Two Jewish Cemeteries in Eastern Germany Desecrated
ISJM, December 1, 2008
According to the Associated Press (Nov. 17) two Jewish cemeteries in Gotha and Erfurt, both cities in the Eastern German State of Thuringia, were desecrated. Police reported a pig's head and an anti-Semitic banner left at the gate of a cemetery in Gotha, and that several glasses containing a red blood-like liquid were thrown over the cemetery gate. A memorial plaque at the Erfurt cemetery was also covered in a red liquid.
(This case is getting a lot of attention, and such acts should be reported, and noted with disgust. I only wish that even a fraction of the attention would be given to those occasions - that happen daily - when more and more local (non-Jews) in Germany, Poland and elsewhere, are caring for cemeteries. – editor)
5 Millionth Visitor to Berlin Jewish Museum
By Samuel D. Gruber
ISJM, September 29, 2008
Ruth Ellen Gruber writes on her blog that the Jewish Museum in Berlin has received its 5 millionth visitor since the museum opened in September 2001. Ruth writes "even before its formal opening, the empty building was a tourist draw because of its distinctive design by Daniel Libeskind."
According to the Berlin newspaper Tagesspiegel The museum is the fifth most popular museum in Berlin, with 733,000 visitors in 2007 -- including 140,000 under the age of 18. (The Pergamon Museum holds the top spot with 1.3 million visitors). About two-thirds of visitors to the Jewish Museum come from outside of Germany.
The Museum is many things to many people. For some, it remains the most compelling Holocaust monument in Germany, and there remain many (sometimes I can be counted among them) who wish the building had remained empty as a memorial and that the Peter Eisenman-designed monument had not been built. Indeed, a good number of those 5 million visitors came to the building even before the museum was installed. Most of the time I wish, as do many visitors and staff, that the Libeskind design could have been more accommodating to the museum exhibits. I have not visited the Museum for several years, but my overall impression was of a permanent exhibit that was contorted and disjointed, in large part because of the difficult spaces in which it was forced. But that too was the result of an unclear and uncertain story line. Whose Jews to commemorate? Berlin's or Germany's or Europe's? What history? Big cities or small towns? Rabbis or cafe raconteurs? What was important - history or art? Originals or replicas? I know that the staff has been trying hard for years to work this all out. I hope on my next visit to GermanyHistory Museum, rather than the expressive and haunting spaces of the Zigzag. to have time to revisit and reconsider. As for the Libeskind space, in the end the staff's best efforts will have be confined to the more traditional exhibition spaces of the old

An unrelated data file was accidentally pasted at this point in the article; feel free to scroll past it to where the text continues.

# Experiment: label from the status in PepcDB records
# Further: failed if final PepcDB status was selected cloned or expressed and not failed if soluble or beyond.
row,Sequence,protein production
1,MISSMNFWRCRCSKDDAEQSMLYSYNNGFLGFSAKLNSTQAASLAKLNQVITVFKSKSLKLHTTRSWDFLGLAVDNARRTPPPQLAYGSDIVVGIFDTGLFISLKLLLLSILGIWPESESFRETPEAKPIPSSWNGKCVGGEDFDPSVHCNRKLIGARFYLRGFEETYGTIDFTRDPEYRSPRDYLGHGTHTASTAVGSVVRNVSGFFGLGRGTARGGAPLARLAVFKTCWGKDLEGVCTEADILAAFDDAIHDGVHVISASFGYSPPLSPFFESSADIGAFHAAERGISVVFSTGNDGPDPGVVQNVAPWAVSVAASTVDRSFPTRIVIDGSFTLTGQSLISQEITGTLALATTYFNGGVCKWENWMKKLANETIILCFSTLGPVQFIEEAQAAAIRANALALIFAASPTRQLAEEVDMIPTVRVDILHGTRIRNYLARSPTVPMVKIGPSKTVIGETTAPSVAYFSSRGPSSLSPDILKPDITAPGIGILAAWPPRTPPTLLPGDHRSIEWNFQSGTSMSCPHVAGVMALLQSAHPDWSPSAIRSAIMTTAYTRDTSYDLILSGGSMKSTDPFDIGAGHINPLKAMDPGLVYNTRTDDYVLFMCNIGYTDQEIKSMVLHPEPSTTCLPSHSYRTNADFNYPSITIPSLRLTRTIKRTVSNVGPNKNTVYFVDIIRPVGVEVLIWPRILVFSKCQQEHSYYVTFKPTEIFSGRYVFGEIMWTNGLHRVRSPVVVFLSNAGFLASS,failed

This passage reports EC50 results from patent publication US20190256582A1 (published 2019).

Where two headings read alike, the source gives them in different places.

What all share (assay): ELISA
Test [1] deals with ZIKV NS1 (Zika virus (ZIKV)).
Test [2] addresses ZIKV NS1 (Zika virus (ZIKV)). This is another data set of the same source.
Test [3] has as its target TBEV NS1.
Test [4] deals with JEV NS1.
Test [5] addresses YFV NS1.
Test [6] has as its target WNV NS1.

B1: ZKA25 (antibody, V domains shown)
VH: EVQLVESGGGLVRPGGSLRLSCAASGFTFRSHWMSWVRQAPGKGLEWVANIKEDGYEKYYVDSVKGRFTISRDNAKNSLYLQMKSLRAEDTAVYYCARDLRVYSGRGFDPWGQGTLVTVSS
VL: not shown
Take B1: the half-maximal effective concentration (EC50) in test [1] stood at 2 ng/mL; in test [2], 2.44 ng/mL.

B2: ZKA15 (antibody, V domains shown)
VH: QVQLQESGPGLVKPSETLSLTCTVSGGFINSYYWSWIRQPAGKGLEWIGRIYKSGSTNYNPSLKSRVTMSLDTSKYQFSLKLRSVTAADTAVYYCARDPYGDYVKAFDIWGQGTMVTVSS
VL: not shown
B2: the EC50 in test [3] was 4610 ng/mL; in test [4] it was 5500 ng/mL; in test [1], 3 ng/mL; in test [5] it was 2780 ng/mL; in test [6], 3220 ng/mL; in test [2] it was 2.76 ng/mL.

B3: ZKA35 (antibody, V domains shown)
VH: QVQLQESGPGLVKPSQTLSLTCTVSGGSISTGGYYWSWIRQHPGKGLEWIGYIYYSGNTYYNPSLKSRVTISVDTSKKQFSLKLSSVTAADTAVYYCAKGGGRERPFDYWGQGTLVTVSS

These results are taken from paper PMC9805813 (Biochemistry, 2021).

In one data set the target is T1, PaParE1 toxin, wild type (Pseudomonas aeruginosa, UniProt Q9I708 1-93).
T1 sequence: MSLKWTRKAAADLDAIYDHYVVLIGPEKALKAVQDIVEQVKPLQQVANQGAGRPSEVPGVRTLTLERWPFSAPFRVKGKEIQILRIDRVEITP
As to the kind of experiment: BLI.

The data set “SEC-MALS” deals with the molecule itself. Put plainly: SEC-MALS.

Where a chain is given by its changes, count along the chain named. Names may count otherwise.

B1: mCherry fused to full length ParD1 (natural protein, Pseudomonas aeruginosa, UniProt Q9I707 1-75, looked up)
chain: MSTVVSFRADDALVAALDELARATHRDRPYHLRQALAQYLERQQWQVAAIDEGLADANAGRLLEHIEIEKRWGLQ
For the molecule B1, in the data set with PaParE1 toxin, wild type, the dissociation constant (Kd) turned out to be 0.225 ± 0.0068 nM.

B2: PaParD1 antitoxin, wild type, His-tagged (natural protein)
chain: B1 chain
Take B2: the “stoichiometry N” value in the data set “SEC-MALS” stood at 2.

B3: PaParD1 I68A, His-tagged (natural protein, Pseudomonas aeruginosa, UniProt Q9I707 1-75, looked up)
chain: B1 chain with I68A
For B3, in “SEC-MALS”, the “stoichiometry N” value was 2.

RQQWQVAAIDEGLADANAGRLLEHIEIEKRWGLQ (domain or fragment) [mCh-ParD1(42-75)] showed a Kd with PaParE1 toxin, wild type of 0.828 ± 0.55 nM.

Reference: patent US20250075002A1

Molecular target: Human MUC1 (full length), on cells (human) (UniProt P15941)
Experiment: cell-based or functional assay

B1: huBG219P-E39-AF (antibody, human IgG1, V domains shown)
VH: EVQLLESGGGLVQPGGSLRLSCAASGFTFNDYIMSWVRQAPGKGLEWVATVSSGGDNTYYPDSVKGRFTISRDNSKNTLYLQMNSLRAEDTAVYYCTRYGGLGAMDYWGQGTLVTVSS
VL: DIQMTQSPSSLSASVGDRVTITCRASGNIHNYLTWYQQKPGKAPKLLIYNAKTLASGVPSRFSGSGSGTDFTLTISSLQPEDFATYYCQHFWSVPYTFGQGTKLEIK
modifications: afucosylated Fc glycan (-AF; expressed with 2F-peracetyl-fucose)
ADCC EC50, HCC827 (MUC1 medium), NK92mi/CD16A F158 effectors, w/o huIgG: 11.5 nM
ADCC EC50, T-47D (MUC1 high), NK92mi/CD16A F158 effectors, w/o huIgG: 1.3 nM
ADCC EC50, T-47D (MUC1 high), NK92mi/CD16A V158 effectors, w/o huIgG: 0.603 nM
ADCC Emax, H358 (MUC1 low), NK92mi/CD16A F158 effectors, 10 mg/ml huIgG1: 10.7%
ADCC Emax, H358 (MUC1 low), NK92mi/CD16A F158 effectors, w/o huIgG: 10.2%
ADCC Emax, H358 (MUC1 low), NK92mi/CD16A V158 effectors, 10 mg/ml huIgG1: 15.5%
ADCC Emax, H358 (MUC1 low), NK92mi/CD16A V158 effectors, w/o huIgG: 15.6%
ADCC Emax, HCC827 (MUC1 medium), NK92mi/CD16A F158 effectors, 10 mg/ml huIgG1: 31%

Libeskind's type of space worked well in Osnabruck, where a small number of works by Felix Nussbaum are given lots of space, and the architecture is part of the narrative. To me, this small space remains Libeskind's most successful work. It is appropriately disconcerting and disorienting, but somehow remains humane. Like Berlin, Libeskind's Imperial War Museum in Manchester, England is difficult to navigate, but the disorientation there is in part due to murky lighting and unnecessary special effects, that for me undermined both architecture and exhibitions. At Manchester, the best experience was actually the liberating one of climbing on the outside of the building. I look forward to a trip to San Francisco, to see what museum curators have to confront with there.
Click here for a slideshow of photos of the Berlin Jewish Museum by Samuel Gruber (2003)